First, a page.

Cities Alliance Focuses on City Planning, Public Space and Secondary Cities at Africities 2018

Africities was a good opportunity for Cities Alliance to facilitate discussions around inclusive cities that are central to our work programme, including city planning, equitable economic growth in cities and the role of public space, the need for local finance, the right to the city, and secondary cities.

[7 December 2018] --Cities Alliance participated in the eighth Africities Summit from 20-24 November 2018 in Marrakesh, Morocco.

Africities is the flagship event of the United Cities and Local Governments of Africa (UCLG Africa) held every three years in one of Africa’s five regions. The summit mobilises communities and local governments in African countries, as well as financial institutions, civil society groups and development partners at continental and international level.

The theme for 2018 was “The Transition to Sustainable Cities and Territories, The Role of Local and Sub-National Governments of Africa.” It aimed to: 1) Define appropriate shared strategies in order to improve the living conditions of people at the local level, and 2) Contribute to the integration, peace and unity of Africa starting from the grassroots.

A team from the Secretariat attended Africities to support members and partners. Our delegation included Clare Short, Chair of the Cities Alliance Management Board; Cities Alliance Director William Cobbett; Dr. Rene Hohmann, Head of Global Programmes; Sandrine Capelle Manuel, Senior Urban Development Specialist; Touhami Rhaiem, Country Programme/Regional Manager for the Middle East and North Africa; Fred Bruhn, Urban Programme Analyst; and Pieter Herroelen, Programme Assistant.

As in previous years, Africities was a good opportunity for Cities Alliance to facilitate discussions around inclusive cities that are central to our work programme, including city planning, equitable economic growth in cities and the role of public space, the need for local finance, the right to the city, and secondary cities.

We organised several sessions, introduced new knowledge resources, shared the experiences of our Tunisia Country Programme, and facilitated the participation of mayors to ensure that the perspectives of secondary cities would be heard. Mr. Cobbett also participated in a side event organised by the Economic Commission for Africa on Urbanisation and National Development Planning.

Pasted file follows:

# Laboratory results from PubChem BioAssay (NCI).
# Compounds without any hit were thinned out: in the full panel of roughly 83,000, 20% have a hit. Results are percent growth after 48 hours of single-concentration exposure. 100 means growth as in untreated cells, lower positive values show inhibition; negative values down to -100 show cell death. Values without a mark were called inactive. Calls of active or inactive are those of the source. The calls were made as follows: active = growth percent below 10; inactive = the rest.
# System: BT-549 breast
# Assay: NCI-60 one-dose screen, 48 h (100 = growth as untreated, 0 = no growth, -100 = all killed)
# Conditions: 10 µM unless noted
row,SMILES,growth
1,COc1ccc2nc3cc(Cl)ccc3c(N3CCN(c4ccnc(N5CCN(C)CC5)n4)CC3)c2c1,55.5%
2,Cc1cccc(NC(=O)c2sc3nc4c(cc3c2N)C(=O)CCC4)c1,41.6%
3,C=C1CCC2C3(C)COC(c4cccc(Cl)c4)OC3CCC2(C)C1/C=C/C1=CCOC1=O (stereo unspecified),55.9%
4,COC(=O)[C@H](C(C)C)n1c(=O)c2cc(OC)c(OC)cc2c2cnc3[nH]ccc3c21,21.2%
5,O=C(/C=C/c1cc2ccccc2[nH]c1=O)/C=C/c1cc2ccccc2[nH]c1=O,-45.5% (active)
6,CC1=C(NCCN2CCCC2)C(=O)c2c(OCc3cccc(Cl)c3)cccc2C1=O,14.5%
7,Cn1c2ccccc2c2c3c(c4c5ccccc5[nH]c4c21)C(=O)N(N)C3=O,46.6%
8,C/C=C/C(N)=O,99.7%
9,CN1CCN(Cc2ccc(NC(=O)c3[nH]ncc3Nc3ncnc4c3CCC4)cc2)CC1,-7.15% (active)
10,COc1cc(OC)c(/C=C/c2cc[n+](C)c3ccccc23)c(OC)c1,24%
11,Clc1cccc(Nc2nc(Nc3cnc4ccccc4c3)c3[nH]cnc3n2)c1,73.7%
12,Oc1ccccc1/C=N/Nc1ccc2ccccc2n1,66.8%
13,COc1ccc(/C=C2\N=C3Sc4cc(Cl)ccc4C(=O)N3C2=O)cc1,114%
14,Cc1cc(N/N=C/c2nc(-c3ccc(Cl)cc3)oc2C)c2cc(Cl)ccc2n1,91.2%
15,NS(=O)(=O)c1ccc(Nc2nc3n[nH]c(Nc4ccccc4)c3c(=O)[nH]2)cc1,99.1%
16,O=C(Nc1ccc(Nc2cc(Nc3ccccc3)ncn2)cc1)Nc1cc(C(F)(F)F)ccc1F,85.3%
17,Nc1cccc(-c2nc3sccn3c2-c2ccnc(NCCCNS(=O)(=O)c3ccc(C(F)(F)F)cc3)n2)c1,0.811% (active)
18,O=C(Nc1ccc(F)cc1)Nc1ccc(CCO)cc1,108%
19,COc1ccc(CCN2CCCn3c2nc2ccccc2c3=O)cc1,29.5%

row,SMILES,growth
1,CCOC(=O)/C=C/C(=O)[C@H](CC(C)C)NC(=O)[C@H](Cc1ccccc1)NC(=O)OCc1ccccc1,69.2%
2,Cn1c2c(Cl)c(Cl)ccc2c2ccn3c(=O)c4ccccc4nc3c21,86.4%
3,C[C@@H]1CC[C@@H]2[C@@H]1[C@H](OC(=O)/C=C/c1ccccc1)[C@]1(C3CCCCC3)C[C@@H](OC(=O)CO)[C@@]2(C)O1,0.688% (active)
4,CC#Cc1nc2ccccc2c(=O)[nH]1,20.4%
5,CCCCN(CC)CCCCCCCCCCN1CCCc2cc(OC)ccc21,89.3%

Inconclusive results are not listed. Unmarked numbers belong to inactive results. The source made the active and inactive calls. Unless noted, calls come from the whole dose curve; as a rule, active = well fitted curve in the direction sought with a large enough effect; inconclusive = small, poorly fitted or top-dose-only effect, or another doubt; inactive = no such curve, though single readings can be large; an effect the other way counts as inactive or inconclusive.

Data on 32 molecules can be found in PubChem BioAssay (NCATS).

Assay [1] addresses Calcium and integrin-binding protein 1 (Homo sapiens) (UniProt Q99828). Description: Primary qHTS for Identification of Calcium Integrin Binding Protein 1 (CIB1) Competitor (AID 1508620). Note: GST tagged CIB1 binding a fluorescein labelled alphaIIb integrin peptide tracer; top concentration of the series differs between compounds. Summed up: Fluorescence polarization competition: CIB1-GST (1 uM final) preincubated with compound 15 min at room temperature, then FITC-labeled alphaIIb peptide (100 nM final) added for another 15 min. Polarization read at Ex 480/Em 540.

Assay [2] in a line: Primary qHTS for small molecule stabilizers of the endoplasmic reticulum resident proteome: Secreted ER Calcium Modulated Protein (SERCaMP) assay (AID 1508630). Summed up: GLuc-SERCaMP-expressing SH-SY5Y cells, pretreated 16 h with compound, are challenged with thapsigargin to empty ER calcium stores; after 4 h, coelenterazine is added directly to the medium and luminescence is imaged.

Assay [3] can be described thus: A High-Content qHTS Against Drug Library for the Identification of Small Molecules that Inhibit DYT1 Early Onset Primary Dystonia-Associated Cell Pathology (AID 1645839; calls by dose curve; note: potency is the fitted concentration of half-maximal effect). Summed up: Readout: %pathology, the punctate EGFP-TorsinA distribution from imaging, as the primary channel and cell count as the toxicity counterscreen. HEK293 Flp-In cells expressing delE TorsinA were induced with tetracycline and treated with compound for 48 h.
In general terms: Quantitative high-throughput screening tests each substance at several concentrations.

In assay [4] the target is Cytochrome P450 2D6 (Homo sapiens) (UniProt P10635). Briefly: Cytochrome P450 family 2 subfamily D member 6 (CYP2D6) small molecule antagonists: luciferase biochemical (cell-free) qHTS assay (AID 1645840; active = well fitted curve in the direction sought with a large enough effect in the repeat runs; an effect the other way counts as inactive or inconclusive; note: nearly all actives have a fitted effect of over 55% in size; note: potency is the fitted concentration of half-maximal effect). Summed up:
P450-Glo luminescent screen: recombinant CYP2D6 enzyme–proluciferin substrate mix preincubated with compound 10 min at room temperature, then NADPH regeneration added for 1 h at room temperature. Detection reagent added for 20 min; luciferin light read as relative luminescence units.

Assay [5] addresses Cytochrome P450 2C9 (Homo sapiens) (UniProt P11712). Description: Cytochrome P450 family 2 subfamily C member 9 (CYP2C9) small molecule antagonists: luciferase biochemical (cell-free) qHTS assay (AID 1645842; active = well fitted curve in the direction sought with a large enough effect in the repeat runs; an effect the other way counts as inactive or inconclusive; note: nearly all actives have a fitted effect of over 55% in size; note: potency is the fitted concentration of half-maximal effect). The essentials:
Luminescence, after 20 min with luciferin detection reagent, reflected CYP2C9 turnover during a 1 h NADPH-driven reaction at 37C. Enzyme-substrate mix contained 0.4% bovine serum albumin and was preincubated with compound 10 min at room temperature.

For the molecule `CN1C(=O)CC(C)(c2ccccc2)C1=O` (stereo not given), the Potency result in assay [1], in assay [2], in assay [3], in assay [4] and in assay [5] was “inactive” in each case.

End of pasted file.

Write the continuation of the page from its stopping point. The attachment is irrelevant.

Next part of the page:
During the political segment, the Cities Alliance and the Organisation for Economic Cooperation and Development (OECD) jointly moderated the meeting of development partners. In addition, Cities Alliance and UCLG Africa were responsible for organising the concluding session of the political segment: a tripartite dialogue between African leaders of local and subnational governments, African ministers, and representatives of development partners that resulted in a shared statement highlighting the importance of partnerships in achieving the goals of the global agendas for cities.

Know Your City

The first Cities Alliance session was on “Know Your City: Hands on Data for City Planning” on 20 November. The event highlighted the Know Your City campaign and how citywide slum profiling data is being used in cities across Africa to track and demonstrate improved conditions in the lives of slum dwellers.

It featured the Know Your City toolkit as a useful grassroots tool that cities and communities can use to monitor and implement the New Urban Agenda. It also has the potential to track, respond to, and prevent evictions – demonstrating what is possible when slum dwellers have the tools required to proactively negotiate for eviction alternatives and respond constructively to evictions when they take place.

Managing land and public space for growth

Our Joint Work Programme for Equitable Economic Growth in Cities organised a session on “Land and Public Space Management to Foster Equitable Economic Growth” that also served as its annual global policy dialogue.